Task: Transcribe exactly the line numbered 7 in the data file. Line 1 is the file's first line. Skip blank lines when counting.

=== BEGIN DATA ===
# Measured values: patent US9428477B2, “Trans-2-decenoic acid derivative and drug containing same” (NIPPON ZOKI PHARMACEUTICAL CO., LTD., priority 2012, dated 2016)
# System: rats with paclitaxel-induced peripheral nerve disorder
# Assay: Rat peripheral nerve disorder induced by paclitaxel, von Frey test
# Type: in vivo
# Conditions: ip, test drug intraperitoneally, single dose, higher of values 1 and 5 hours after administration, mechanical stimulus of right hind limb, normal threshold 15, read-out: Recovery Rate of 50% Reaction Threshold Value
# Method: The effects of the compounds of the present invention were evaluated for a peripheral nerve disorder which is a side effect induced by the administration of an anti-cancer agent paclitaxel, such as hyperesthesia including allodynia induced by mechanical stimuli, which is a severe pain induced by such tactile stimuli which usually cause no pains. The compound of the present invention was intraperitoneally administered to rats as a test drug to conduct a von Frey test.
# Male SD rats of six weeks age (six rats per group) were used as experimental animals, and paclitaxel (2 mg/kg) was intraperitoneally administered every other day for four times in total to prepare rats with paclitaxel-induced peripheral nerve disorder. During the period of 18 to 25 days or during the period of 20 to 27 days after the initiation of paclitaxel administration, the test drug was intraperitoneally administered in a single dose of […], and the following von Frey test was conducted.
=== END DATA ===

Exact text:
# Male SD rats of six weeks age (six rats per group) were used as experimental animals, and paclitaxel (2 mg/kg) was intraperitoneally administered every other day for four times in total to prepare rats with paclitaxel-induced peripheral nerve disorder. During the period of 18 to 25 days or during the period of 20 to 27 days after the initiation of paclitaxel administration, the test drug was intraperitoneally administered in a single dose of […], and the following von Frey test was conducted.